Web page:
The stability of the QD-LED was further tested and the results are revealed in the inset to Fig. 2f. We found that the normalized intensity (I) as a function of continuous bias stress can be fitted using a biexponential decay eqn (1),

image file: d2tc01832b-t1.tif(1)
The origins of the two decay time constants (τLED1, τLED2) of the LEDs are still unknown at this stage and needed to be investigated further. However, the function indicated that the half-lifetime (t1/2) of the composition upon photoexcitation was ca. 13 h. In order to prolong the lifetime, more work, such as improvement of heat dissipation performance and surface modification of the QDs, should be further performed.

One of the main hurdles to developing photopatternable PeQDs is their poor resistance against polar solvents. Because of the ionic nature of perovskite materials, they are extremely sensitive to polar solvents.11,12 Accordingly, we intentionally selected cross-linkable PVCN as the host polymer; we expected the crosslinked PVCN to protect the QDs from atmospheric stresses (Scheme 1b). Scheme 1a displays the chemical structure of PVCN and its crosslinking chemical reaction under UV irradiation. To demonstrate the functionality of the PeQD–PNCs, we blended the FAPbBr3 QDs with PVCN at various concentrations, using toluene as the nonpolar solvent. We could obtain patterns of the PeQDs when using well-established procedures for photolithography employed in the semiconductor industry. First, we spin-coated the mixture onto glass substrates and irradiated them with UV light from a 4 W compact UV lamp. We then developed the samples using propylene glycol monomethyl ether acetate (PGMEA).

Fig. S3 (ESI) shows the PL and absorption spectra of PeQD–PNC films. We can see that the two absorption spectra were very similar to those of the FAPbBr3 QDs (Fig. 1b), suggesting that the chemical structures were not changed. Additionally, because PVCN shows absorption mainly in the UV regime19 and it was buried in the absorption of the glass substrate and QDs, we were not able to detect the chemical reaction of PVCN currently. The PL peak of the PeQD–PNC film was located at 532 nm with an FWHM of 27 nm, suggesting that the emissive properties of the QDs were not affected too much in the PVCN matrix. Fig. 3a presents the patterned logo of our university, prepared on glass substrates; the size of the substrate for each letter was 3 × 3 cm. The patterning processes could also be performed on flexible substrates; Fig. 3b displays a substrate made of PDMS, providing a sample exhibiting great flexibility.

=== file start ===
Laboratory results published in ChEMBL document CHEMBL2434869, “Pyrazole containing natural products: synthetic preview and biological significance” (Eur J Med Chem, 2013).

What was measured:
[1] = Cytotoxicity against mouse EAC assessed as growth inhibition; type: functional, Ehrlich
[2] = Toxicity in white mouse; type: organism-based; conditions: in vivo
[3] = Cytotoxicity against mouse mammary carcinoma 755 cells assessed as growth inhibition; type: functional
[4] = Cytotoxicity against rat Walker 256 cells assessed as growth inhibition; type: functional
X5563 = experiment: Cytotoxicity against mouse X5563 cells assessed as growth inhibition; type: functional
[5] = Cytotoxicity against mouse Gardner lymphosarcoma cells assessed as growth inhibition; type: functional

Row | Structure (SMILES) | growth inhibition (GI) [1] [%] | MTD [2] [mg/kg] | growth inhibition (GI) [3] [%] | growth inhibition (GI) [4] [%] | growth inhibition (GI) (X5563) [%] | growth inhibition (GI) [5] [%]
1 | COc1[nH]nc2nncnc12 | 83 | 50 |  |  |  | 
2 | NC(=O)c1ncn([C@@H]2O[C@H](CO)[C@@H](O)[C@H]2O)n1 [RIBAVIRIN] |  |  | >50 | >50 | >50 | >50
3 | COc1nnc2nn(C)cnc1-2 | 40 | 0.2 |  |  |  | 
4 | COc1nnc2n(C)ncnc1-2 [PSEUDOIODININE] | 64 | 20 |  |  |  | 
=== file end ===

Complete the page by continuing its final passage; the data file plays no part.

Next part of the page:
image file: d2tc01832b-f3.tif
Fig. 3 Patterning of PeQD–PNC. (a) Negative patterns of the PeQD–PNC on glass substrates. (b) Pattern on a flexible PDMS substrate. (c) Microscale pattern formed using the PeQD–PNC. (d) Detailed view of the pattern, enlarged from the white square in (c).

Many optoelectronic applications require QD patterns to have small feature sizes;13–15,22 for example, when using PeQDs as CCLs in full-color μ-LED displays.22 To implement microscale patterns, we employed a mask aligner equipped with a 1000 W UV light to perform the patterning process with the PeQD–PNCs. As revealed in Fig. 3c, we could fabricate a repeating line pattern when following the photolithographic protocol described above, confirming the possibility of successful microscale patterning of PeQDs. From the magnified image (Fig. 3d), the line widths were as thin as 3.86 μm. Such a feature size, in theory, would be sufficient for implementation of high-resolution μ-LED displays. From Fig. 3c and d, we can see that the PL uniformity of the pattern was poor. We suspect that a certain level of phase separation still occurred in the patterned films. The surface of the PeQDs could be further modified through exchanging the surface ligands to inhibit phase separation between PeQDs and the host polymer, thereby improving the film quality.

One challenge when using PeQDs is their poor stability against environmental stress. To study the stability of the PeQDs, we prepared neat films of the FAPbBr3 QDs on glass substrates and then stored the samples exposed to the normal atmosphere without any encapsulation. Fig. 4a displays the time-dependent PLQYs of these films. The best PLQY reached as high as 40%, but it decayed very rapidly under the storage conditions; for example, the PLQY became 12% after 48 h. Although thicker films exhibited better stability, their PLQYs also decayed. Fig. 4b displays the results of the stability tests for the PeQD–PNC films. Interestingly, the PLQYs measured immediately after preparation were very low: 10.4, 13.1, and 15.6% for the films prepared with 0.1, 0.2, and 0.5 wt% PVCN solutions. We suspect that the low PLQYs were a consequence of the UV irradiation. The PLQYs were also related to the amounts of PVCN in the PeQD–PNC films, with the initial PLQY increasing upon increasing the concentration of PVCN. We suspect that higher amounts of PVCN absorbed more UV photons, thereby minimizing the exposure of the FAPbBr3 QDs to UV light.